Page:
Redesigning universities to produce more equitable outcomes

Effective student success programs at Georgia State University, one of the largest minority-serving institutions, can work at other institutions, too.
Georgia State University classroom
Students attend class at Georgia State University on March 21, 2019 in Atlanta, Georgia. (Prince Williams / Wireimage / Getty Images)

By traditional metrics, Georgia State University is far from elite. A large urban university in Atlanta with more than 50,000 students, the university is one of the largest minority-serving institutions in the country, with 75% of students being non-white and 60% Pell-eligible. Our student-to-faculty ratios are well above national averages and our tuition costs are well below them. How, then, have we raised graduation rates by more than 60% over the past decade? How is it that our Black, Hispanic and Pell-eligible students now graduate at or above the rate of the student body overall — and have done so for six years running?

The simple answer is that we have worked at Georgia State to address the design problem that plagues American higher education. Without restricting admissions or raising our tuition to the rates of elite institutions, we have leveraged data and new technologies to deliver unprecedented levels of personalized attention to our students. As recently as five years ago, we were losing almost 20% of our confirmed freshman class each fall to a phenomenon known as summer melt. Students were not making it to the first day of college classes because they were getting tripped up by bureaucracy. Some were failing to complete their federal aid applications, while others were not submitting verification documents, proof of vaccinations, transcripts or placement scores. Most of the students who struggled with these issues were from low-income backgrounds.

This situation was heartbreaking. Almost all of the obstacles these students faced could be overcome, some easily — if only the students had personalized help. Such help was difficult to provide, though, since the students were not yet on campus and did not tend to respond to our emails and phone calls.

In the summer of 2016, Georgia State became one of the first schools in the country to deploy an AI-enhanced chatbot to address summer melt. We built a knowledge base with thousands of answers to questions commonly asked by incoming students, and we worked with AdmitHub to place the answers on a texting platform so that students could ask questions 24/7 from their phones. If the answer was in the knowledge base, the platform would deliver the answer to students via text on the spot. If the answer was not in the knowledge base, the platform would deliver the question to staff to write an answer and add it, so the bot was constantly getting smarter.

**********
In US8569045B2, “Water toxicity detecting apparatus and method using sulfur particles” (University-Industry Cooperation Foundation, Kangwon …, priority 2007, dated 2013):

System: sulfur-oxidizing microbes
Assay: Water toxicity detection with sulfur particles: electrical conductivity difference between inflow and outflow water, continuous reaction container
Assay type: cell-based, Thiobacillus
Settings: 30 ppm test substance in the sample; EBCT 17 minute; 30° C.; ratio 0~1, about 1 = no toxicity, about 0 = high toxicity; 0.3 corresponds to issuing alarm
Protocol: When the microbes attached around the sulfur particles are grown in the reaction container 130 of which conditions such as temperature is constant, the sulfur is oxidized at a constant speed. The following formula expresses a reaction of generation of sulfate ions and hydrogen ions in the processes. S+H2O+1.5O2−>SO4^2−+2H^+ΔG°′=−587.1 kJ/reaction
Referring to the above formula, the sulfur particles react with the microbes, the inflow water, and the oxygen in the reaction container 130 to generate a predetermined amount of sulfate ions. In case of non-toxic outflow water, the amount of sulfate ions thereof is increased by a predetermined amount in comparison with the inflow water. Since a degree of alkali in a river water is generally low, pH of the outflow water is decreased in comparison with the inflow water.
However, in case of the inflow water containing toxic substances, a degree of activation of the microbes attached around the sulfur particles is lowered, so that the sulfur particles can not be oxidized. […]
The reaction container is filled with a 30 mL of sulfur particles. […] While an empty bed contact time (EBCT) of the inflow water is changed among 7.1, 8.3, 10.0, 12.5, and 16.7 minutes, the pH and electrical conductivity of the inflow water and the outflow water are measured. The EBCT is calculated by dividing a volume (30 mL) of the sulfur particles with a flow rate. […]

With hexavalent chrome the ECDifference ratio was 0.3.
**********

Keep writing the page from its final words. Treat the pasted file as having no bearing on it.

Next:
In the first three months of use, the chatbot had more than 180,000 exchanges with our incoming students, with an average response time to a student inquiry of six seconds. With usage heavier at 1:00 a.m. than 9:00 a.m. — an indictment of our standard business practices at Georgia State — dozens of students began to resolve bureaucratic challenges that in the past had stopped their progression. With the help of the chatbot, we have lowered summer melt by 37%. That means 350 additional students are enrolling at Georgia State every year, with the biggest gains in the low-income student population.

The chatbot has worked so well for our incoming students that we have expanded its use to our entire student body. Our randomized control trials showed that when it comes to completing key enrollment tasks, such as removing holds from their accounts, paying off balances and seeing advisers, students on the chatbot are performing at levels 20-40% better than others.

Our use of a chatbot is just one example of our efforts to deliver systematic, personalized support to students. In advising, we are using data to track every student, every day for more than 800 academic risk factors, and reaching out proactively — more than 100,000 times in the past 12 months — to get them the help they need. Thousands of additional students are staying on track and graduating, and we have lowered the average time it takes to earn a degree by a full semester, saving students millions of dollars in tuition and fees.

Georgia State seniors who are running out of eligibility for financial aid and grants benefit from an analytics-driven micro-grant program. If they are academically on-track to graduate but face financial holds or unpaid balances, we are proactively awarding them Panther Retention Grants — no application required — up to $2,000. We’ve awarded more than 20,000 such grants since 2011. Students who in the past were dropping out for financial reasons close to the finish line are now graduating at rates well above 80%. Third-party evaluations have shown that the program more than pays for itself. It turns out that holding onto students is not only the right thing to do — it’s also good business.

The lessons learned by Georgia State are transferable. We have just opened the National Institute for Student Success to disseminate our practices to other colleges and universities, and the federal government has proposed national funding for the scaling of evidence-based programs that help college students succeed. While American higher education was not designed to produce equitable outcomes, we now have the power to redesign our campuses to provide timely, individualized support to all students. As Georgia State University has shown over the past decade, the results can be transformative.


Timothy Renick is the executive director of the National Institute for Student Success and a professor at Georgia State University, where he has led the university’s student success efforts since 2008.

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